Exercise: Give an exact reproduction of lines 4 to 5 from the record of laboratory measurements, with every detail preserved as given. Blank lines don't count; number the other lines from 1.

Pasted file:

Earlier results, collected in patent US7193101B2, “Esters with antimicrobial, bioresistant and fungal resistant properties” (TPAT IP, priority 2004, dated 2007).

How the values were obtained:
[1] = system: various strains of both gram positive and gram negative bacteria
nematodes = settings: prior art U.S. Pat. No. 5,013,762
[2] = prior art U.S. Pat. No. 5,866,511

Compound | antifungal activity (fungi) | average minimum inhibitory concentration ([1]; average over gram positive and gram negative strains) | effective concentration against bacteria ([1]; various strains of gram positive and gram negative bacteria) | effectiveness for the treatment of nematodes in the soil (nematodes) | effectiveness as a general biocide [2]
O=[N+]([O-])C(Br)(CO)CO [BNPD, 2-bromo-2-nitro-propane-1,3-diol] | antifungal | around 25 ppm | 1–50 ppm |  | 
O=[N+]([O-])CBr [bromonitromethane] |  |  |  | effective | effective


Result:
nematodes = settings: prior art U.S. Pat. No. 5,013,762
[2] = prior art U.S. Pat. No. 5,866,511